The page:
Charlotte Bobcats owner Michael Jordan could lose $1 million dollars this week at the American Century Classic golf tournament, and that figure would have nothing to do with any sort of side bets he makes on making par with his foursome.
Because the NBA has locked out its players, and prohibited any sort of contact between NBA team employees and NBA players (even if they are currently "under contract," so to speak, with other teams), Jordan could face a million dollar fine should he either be paired with or simply speak to one of the five NBA players scheduled to appear at the tourney.
Who are the players, and team employees, you ask?
Ray Allen, Shane Battier, Jason Kidd, Deron Williams and Jimmer Fredette.
Michael Jordan and Vinny Del Negro.
What is, "a fair 5-on-2 game if each of the participants were in their prime," Alex?
No. It's actually part of a lineup in a golf pro-am in Lake Tahoe that is taking place this weekend featuring current NBA stars, along with current NBA team employees like both Jordan and Del Negro.
Not a big deal, you'd think. And something you might not even have been aware of until reading a post like this, or receiving a tweet like I did. But as we mentioned earlier Wednesday, the NBA is ready to levy fines of $1 million should NBA team employees (say a Charlotte Bobcats owner, like Jordan; or a Los Angeles Clippers coach, like Vinny Del Negro) decide to commiserate with NBA players; much less re-tweet them, or even speak about how much they'd like to see them play Summer League hoops this summer in one word or less.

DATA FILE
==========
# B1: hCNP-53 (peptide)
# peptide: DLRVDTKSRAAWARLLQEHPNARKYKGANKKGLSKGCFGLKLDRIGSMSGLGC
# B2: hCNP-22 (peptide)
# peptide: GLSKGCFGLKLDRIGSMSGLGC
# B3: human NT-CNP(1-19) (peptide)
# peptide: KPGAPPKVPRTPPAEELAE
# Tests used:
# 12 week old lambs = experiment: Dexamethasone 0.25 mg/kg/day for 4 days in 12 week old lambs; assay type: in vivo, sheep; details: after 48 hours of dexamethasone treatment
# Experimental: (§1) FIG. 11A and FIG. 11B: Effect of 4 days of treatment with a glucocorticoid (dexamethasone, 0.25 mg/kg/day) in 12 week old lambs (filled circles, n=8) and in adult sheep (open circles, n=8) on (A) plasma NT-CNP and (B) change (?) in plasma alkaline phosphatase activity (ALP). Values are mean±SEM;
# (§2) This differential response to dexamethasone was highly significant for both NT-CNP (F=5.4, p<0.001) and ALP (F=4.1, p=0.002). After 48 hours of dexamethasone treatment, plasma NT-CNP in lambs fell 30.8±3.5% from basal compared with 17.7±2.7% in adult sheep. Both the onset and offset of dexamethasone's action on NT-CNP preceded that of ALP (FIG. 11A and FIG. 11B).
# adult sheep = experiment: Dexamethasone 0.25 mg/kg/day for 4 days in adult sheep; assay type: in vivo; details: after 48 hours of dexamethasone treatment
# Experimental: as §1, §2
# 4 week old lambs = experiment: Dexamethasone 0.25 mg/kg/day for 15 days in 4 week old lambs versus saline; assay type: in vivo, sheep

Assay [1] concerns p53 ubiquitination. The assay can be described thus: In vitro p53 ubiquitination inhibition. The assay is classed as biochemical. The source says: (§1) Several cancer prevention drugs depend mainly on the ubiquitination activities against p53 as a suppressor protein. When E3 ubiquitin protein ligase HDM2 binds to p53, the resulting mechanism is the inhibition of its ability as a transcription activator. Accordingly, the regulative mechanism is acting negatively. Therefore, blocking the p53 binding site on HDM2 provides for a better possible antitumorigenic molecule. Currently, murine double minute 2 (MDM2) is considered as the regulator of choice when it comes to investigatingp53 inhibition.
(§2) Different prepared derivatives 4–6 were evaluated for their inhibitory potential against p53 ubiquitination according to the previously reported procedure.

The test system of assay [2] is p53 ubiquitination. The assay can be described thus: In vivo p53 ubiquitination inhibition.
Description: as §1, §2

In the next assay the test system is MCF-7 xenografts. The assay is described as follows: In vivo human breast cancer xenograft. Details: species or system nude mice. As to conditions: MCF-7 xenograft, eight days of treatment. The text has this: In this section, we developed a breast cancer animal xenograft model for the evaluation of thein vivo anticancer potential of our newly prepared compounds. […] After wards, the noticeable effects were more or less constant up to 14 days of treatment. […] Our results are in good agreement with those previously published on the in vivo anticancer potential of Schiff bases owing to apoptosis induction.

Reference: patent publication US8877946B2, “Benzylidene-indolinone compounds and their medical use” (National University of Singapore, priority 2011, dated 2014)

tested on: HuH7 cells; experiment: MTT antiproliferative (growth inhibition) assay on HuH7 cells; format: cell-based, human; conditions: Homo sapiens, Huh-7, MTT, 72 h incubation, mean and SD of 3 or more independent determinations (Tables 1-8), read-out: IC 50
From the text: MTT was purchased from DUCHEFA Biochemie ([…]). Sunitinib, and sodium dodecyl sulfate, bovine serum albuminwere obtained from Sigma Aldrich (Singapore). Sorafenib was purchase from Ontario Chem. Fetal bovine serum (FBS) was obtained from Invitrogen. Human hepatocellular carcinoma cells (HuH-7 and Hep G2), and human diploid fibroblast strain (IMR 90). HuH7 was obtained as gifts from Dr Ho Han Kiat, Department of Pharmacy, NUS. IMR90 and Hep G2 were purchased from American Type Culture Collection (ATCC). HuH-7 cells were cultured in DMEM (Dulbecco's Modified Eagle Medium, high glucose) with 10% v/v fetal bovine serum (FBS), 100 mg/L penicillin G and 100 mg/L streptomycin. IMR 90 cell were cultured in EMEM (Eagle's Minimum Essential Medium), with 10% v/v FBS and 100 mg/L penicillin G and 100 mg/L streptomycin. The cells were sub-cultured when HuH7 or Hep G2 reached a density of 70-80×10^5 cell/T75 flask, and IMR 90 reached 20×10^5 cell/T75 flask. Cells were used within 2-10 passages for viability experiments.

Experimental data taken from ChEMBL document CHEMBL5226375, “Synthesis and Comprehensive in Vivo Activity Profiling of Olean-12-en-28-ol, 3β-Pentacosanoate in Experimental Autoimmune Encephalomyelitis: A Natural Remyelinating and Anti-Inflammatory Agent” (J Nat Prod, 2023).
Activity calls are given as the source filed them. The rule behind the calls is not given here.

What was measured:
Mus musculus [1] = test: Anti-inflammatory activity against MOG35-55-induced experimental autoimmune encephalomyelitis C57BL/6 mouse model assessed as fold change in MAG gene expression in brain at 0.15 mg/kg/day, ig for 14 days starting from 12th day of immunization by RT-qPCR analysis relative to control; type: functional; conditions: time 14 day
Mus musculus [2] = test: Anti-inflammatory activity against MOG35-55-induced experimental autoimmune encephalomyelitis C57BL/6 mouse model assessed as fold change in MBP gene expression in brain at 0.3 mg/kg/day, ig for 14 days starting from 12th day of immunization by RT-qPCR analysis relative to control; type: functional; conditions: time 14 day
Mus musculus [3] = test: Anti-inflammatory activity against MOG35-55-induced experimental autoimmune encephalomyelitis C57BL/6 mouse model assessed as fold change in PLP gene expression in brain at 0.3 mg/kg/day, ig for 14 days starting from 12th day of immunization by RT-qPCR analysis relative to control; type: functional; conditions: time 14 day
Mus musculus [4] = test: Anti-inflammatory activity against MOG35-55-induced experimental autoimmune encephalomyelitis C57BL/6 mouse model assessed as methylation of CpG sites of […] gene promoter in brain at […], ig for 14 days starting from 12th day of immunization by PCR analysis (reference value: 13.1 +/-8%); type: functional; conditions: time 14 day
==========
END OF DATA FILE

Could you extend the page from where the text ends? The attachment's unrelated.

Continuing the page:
So why are NBA players allowed to tee it up with Jordan and Del Negro this weekend, and not with Portland Trail Blazers team employee (and former Portland power forward) Brian Grant's Trail Blazer-filled charity golf tournament pitched to raise money for Parkinson's research?
Brian Grant — also on the Blazer payroll as an ambassador — can't have current NBA players participate in his upcoming golf event for Parkinson's disease.
So what's the difference with the American Century Championships? Is it because it's nationally televised? Because too many sponsors would feel the heat if either Jordan or all of the NBA stars dropped out? I mean, this particular tournament (unlike Brian Grant's) isn't even for charity. A fun batch of viewing, no doubt (I'm a closet golf dork), and you know all the corporate sponsors will have their various charitable write-offs as the year progresses, but Grant's tourney is easily the thing to sign a waiver on, right NBA?
Is it because there's a better chance of current Blazers chatting it up with Brian Grant at his tournament? Seems a bit farfetched, especially as Ray Allen still endorses Michael Jordan's specific line of Nike shoes.
If the Portland Tribune is to be believed, and the five current NBA players listed above actually show up to this tournament, then we have some real -- and absolutely needless -- hypocrisy here, led completely by the NBA and its league office decision-makers.
We're not saying The Lake Tahoe Five, or Jordan and Del Negro, should go home. We're impressing upon the NBA to stop trying to win the PR war that it's already lost with these sorts of rules. Rules that we've learned aren't exactly hard and fast, especially if you get to have your tournament on national TV.
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